Skip to main content

Sask. man finds US$4,200 in counterfeit bills in his mailbox


Checking your mail is usually a pretty mundane activity. However, one Regina man got quite the surprise when an envelope full of thousands of dollars of counterfeit U.S. currency appeared in his mailbox.

In early April, Jesse Wiebe discovered a brown envelope marked “return to sender” in his mailbox.

Opening the mystery package revealed 14 sheets of uncut American $50 bills. In total, the package contained $4,200.

“Because it was so close to April Fools, I was wondering if someone was like trying to play a prank on me but that would be a pretty edgy and risky prank,” Wiebe told CTV News.

Following the discovery, Wiebe bought a counterfeit detecting pen and picked up a genuine U.S bill to compare the mystery notes to.

“[They] ended up being counterfeit. I dropped it off with the police yesterday and even then they said they'd seen nothing like this,” he said.

“It was really interesting.”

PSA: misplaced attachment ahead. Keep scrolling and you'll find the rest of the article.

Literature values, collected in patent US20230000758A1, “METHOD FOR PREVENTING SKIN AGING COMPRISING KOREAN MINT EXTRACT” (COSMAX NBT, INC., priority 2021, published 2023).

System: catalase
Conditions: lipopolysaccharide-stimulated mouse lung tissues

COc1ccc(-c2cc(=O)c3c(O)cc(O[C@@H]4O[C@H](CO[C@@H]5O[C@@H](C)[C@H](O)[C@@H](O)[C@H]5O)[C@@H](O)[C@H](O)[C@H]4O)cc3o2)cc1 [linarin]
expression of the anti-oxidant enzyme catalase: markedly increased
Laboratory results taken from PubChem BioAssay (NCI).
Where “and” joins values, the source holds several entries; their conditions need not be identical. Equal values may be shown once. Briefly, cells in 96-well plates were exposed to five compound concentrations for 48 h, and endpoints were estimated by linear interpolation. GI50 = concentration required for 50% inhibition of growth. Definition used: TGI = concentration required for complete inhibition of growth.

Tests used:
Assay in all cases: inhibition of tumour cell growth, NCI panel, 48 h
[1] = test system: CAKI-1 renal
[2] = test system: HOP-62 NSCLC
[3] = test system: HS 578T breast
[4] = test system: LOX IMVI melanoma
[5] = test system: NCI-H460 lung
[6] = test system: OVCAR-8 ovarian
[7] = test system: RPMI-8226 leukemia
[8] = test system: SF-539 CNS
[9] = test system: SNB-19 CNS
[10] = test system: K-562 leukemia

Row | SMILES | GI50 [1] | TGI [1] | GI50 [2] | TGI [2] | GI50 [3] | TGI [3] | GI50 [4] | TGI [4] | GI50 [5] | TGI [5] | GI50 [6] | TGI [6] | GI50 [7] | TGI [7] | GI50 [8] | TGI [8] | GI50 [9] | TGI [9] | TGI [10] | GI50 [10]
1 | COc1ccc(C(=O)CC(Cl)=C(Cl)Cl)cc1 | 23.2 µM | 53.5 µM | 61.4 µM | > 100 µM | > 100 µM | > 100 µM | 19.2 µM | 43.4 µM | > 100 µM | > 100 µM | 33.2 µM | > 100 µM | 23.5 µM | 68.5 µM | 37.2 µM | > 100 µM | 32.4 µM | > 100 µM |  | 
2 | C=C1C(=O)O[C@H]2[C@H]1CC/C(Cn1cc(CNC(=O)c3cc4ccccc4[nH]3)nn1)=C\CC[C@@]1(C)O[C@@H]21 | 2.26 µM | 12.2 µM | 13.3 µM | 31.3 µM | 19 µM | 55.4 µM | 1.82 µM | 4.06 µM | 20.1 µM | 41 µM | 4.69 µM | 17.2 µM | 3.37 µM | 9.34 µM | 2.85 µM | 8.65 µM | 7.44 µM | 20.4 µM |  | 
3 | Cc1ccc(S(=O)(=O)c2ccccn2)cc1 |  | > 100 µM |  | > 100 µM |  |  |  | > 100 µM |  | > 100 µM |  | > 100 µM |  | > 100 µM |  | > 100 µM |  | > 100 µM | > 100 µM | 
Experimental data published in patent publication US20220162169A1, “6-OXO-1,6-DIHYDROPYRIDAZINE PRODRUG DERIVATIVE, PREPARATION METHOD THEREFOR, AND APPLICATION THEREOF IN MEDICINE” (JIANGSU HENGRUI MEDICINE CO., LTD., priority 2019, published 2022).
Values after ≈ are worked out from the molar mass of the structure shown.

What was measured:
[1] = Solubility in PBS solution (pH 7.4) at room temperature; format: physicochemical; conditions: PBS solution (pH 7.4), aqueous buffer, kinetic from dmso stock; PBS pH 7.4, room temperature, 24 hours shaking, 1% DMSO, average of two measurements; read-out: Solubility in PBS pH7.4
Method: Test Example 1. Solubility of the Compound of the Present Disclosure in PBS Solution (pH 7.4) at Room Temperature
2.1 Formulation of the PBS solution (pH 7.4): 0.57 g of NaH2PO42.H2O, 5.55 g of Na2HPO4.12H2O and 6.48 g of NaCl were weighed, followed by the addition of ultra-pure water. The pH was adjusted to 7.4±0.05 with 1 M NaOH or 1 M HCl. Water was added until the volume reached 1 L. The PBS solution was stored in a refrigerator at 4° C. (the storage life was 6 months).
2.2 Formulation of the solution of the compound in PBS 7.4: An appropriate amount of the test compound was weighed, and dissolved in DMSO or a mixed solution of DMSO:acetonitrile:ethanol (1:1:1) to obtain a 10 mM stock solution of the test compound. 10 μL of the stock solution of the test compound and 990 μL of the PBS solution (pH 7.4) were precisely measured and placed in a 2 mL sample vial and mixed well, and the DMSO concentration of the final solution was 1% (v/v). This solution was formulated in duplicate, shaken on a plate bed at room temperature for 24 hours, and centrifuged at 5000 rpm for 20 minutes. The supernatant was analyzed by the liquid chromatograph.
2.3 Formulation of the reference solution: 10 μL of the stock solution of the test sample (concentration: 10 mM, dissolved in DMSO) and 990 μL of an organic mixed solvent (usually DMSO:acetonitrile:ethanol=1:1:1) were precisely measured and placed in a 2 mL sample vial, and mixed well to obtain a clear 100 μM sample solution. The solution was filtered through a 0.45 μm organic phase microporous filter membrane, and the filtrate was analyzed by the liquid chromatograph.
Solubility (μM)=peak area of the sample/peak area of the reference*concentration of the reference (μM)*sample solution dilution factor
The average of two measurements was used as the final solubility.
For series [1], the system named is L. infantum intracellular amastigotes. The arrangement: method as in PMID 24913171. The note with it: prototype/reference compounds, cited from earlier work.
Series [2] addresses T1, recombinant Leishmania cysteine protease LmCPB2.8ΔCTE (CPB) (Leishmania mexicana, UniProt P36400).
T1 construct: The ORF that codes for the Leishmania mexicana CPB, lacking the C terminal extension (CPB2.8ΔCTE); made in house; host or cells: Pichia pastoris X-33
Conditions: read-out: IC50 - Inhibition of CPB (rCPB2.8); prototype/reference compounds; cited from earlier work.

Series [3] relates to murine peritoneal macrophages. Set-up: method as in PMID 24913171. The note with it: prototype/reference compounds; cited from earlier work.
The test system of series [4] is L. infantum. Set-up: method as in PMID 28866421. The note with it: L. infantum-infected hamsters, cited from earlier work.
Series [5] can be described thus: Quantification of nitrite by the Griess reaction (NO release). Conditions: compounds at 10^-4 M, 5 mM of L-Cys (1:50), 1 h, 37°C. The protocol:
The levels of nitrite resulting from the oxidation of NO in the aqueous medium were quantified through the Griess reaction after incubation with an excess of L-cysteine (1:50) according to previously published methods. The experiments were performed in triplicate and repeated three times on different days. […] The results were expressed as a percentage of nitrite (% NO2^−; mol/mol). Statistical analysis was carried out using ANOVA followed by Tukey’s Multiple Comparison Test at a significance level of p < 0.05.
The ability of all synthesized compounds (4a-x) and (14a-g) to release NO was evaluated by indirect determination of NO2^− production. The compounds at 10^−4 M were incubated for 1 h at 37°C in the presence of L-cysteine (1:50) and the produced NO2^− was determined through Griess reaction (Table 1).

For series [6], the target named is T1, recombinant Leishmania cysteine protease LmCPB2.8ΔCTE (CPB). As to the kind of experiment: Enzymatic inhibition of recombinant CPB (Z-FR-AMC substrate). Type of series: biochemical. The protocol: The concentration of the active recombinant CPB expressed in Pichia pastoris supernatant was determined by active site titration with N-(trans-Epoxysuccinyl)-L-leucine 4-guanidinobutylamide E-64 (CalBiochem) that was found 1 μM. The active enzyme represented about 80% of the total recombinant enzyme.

Wiebe said he has no idea why the address of his business, Wiebe’s Roofing Ltd., was used as the mailing address for the package and hopes the authorities will be able to figure why he was chosen.

However, he was sure to make one thing clear to officers when he handed the counterfeit cash over.

“When I dropped it off with them, I said, ‘Don't you guys dare check my browser history because now it looks like I've been I've been figuring out how to print counterfeit money because I've been looking into it so much,’” he chuckled.

According to Wiebe, the intended recipient of the package was located in New York’s Chinatown.

“I'm not sure what the business is. I looked it up on Google Maps, but it was it was all written in Chinese,” he explained.

Regina police told Wiebe that counterfeit bills would be sent to Canada’s Anti-Counterfeiting Bureau for investigation.

Wiebe reiterated that the quality of the forgery was alarmingly good. However, he was sure to highlight a fatal flaw in whatever plan ultimately led the cash to end up in his mailbox.

“It seems like a pretty intelligent thing, the way that they printed the money but not very intelligent in the way that they didn't have enough postage to get it to its destination,” he laughed.

Wiebe had a simple piece of advice to share for anyone else who may encounter this sort of bizarre experience.

“Don't try to spend it.” Top Stories

Stay Connected